Tom Spurgeon's Web site of comics news, reviews, interviews and commentary

March 12, 2010

Violet “Valerie” Barclay, 1922-2010


CR has heard from a pair of sources that Valerie Barclay, one of a handful of working female cartoonists at the end of the comic book industry's heyday in the 1940s and into the early 1950s, passed away on February 26 after a long period of decline. If these reports are true, she was 87 years old. Barclay was perhaps best known for being celebrated as "Violet Barclay, Glamorous Girl Inker" in Stan Lee's Secrets Behind The Comics, where she offered up as proof that both men and women worked in the comics field.

imageBarclay was born Violet Barclay in Manhattan in 1922. (She later adopted the name Valerie without legally changing her name.) She attended School of Industrial Art High School and then School Of Visual Arts. In a 2004 interview, she recalled the she received her first job in comics through Mike Sekowsky, who secured a staff inker position for her at Stan Lee's Timely Comics. This was apparently at the point when the company had relocated to the Empire State Building office, yet before Stan Lee's entrance into the service. During the 1940s, Timely made a line-shift in the heart of its output to publishing a number of humor comics, and it looks like Barclay had credits on a number of those, including the wonderfully-named Ziggy Pig and Silly Seal.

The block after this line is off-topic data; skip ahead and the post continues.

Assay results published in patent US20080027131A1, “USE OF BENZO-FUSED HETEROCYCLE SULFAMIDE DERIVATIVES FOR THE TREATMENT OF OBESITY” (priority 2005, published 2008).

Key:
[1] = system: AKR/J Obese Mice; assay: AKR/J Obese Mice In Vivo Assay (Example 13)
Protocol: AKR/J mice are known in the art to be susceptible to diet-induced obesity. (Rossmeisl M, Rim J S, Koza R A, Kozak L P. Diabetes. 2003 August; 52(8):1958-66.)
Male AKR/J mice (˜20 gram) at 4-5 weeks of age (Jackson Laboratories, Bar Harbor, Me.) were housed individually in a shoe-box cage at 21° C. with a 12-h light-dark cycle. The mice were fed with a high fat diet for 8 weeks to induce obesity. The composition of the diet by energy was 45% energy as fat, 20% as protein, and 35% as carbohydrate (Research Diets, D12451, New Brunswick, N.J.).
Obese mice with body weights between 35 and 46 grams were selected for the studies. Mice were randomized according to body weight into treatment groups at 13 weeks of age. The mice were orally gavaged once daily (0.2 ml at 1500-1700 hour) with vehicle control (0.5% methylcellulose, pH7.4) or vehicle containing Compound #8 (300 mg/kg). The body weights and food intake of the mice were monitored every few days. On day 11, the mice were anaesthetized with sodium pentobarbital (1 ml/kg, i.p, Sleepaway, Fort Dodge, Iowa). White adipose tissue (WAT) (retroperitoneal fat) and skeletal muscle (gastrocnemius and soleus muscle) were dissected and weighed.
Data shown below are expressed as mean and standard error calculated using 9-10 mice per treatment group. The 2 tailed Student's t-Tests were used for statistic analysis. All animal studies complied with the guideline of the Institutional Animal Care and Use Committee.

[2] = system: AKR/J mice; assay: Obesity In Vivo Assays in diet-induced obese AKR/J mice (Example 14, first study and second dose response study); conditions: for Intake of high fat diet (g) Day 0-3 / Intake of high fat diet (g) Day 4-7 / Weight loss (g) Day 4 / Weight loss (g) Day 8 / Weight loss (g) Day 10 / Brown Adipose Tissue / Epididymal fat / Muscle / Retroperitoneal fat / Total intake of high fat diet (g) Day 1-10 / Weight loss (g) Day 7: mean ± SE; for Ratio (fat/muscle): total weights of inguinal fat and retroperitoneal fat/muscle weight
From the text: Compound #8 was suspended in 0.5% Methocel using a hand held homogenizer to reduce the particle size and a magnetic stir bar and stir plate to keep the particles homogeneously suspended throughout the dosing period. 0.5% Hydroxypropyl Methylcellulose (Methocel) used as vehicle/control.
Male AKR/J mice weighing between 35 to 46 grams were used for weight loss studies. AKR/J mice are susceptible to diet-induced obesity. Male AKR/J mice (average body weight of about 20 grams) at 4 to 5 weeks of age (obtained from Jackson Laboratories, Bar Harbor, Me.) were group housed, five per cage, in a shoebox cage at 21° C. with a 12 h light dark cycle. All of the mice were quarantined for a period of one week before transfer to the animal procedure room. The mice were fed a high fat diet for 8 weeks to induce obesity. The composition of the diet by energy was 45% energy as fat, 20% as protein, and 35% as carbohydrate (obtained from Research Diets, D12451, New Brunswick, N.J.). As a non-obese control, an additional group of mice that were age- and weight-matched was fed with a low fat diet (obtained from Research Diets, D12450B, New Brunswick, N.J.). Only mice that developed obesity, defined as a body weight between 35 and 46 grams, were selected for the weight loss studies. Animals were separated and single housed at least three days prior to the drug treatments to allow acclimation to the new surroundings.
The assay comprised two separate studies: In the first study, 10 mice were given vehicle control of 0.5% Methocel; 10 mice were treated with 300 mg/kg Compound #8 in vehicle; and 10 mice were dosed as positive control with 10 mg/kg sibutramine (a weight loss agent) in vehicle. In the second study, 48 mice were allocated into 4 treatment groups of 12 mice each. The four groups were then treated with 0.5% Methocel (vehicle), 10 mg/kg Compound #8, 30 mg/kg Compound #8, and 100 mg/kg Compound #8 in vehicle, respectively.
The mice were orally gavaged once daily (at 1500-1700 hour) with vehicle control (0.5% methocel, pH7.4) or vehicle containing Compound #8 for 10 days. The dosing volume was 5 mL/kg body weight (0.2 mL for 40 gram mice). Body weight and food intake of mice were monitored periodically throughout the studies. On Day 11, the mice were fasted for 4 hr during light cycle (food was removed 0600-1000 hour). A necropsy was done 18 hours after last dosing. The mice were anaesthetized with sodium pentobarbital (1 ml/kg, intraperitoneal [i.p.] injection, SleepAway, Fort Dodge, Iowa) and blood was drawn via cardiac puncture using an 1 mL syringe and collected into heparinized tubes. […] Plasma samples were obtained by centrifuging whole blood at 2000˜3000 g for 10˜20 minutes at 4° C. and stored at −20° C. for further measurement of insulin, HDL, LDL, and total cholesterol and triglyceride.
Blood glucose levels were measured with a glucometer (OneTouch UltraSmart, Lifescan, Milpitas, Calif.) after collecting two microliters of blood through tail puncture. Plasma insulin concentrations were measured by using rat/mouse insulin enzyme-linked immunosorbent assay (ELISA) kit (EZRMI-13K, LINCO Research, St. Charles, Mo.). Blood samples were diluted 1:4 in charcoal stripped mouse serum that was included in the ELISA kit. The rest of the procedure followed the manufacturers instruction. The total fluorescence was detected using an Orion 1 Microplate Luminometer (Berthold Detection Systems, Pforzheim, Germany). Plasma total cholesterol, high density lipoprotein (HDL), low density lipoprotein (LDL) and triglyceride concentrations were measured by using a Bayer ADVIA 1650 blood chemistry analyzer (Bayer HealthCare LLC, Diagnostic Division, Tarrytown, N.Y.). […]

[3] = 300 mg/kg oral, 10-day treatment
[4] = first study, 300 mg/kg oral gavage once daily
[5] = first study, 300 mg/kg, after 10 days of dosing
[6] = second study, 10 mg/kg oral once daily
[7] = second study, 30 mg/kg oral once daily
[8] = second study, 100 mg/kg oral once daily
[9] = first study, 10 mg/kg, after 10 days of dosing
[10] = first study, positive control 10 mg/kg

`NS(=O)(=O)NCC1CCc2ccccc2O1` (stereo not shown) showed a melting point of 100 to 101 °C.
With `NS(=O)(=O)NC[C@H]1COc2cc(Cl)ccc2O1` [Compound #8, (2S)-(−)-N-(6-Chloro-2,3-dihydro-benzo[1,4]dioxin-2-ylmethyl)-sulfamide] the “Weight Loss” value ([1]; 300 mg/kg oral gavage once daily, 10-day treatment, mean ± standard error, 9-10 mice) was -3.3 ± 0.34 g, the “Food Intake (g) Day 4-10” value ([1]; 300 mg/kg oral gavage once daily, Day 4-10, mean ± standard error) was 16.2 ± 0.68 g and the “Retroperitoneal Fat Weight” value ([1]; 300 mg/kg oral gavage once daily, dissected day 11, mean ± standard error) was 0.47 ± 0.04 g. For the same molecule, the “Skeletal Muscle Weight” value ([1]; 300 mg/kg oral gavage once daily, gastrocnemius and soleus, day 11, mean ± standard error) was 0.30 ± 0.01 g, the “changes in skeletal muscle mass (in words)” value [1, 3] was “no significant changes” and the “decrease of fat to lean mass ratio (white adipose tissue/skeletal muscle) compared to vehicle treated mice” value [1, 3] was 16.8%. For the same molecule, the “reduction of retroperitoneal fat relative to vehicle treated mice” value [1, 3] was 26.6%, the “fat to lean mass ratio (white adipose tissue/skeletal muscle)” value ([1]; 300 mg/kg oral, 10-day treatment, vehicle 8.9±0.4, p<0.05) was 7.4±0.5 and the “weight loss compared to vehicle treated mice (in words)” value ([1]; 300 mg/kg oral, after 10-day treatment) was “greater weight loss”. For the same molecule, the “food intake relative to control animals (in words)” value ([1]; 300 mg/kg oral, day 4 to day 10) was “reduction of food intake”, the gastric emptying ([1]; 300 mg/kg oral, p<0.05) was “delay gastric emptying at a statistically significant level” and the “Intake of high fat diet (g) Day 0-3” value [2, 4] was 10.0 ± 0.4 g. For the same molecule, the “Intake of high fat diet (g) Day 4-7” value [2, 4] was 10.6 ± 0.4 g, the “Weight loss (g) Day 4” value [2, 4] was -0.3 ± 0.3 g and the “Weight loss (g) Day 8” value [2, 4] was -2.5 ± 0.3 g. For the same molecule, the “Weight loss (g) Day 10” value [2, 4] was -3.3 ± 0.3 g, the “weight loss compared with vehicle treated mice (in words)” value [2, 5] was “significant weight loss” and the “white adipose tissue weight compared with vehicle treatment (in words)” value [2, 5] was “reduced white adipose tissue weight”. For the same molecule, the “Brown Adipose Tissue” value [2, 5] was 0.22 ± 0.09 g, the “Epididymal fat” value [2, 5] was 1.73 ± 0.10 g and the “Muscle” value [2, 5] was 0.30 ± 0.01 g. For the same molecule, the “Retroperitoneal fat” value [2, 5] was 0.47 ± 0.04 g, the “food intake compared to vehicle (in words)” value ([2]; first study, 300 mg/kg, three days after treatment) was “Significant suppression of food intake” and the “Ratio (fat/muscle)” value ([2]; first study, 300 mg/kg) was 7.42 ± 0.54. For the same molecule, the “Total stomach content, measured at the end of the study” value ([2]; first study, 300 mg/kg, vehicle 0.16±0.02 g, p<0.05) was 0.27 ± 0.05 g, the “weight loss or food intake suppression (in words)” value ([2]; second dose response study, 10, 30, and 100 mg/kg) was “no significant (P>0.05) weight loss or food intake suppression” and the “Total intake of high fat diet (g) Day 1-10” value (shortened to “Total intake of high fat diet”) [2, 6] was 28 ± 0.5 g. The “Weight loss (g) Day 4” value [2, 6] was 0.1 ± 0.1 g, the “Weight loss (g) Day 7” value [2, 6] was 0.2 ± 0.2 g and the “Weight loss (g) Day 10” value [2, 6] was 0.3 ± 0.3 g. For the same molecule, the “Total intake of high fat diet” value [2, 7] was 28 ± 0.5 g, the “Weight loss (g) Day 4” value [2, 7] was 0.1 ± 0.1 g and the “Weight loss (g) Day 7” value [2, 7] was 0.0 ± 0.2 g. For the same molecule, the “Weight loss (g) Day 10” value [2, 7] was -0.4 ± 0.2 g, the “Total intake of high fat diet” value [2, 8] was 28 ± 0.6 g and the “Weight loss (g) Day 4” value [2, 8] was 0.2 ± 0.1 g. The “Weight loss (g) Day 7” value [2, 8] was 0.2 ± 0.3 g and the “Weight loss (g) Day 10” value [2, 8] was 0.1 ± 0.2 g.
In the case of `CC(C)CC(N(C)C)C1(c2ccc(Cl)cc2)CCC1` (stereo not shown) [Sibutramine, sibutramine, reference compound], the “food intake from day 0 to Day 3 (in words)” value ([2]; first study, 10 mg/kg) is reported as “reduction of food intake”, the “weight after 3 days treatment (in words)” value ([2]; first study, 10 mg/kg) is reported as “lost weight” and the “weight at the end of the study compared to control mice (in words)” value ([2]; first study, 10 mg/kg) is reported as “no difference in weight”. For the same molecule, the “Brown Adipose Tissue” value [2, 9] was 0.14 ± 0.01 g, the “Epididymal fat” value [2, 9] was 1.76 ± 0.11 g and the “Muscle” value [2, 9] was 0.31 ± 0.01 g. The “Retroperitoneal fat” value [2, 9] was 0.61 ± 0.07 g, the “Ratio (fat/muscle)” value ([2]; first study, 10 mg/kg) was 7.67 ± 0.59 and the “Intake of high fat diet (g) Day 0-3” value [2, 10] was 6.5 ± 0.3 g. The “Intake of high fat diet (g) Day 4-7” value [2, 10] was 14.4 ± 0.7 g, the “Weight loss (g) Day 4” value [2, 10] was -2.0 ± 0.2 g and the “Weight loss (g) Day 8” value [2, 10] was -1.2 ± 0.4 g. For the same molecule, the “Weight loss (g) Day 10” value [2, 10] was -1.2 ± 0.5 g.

Barclay left Timely in 1949, in part because of the personal tensions in the office, becoming a freelancer for a number of companies including ACG, St. John, Ace, Standard and, briefly, DC Comics. Unable to find work in the field as censorship pressures, declining sales general and distribution difficulties began to squeeze the industry, Barclay temporarily turned to modeling and back to hostessing before moving into a long career in fashion illustration. She later turned to painting.

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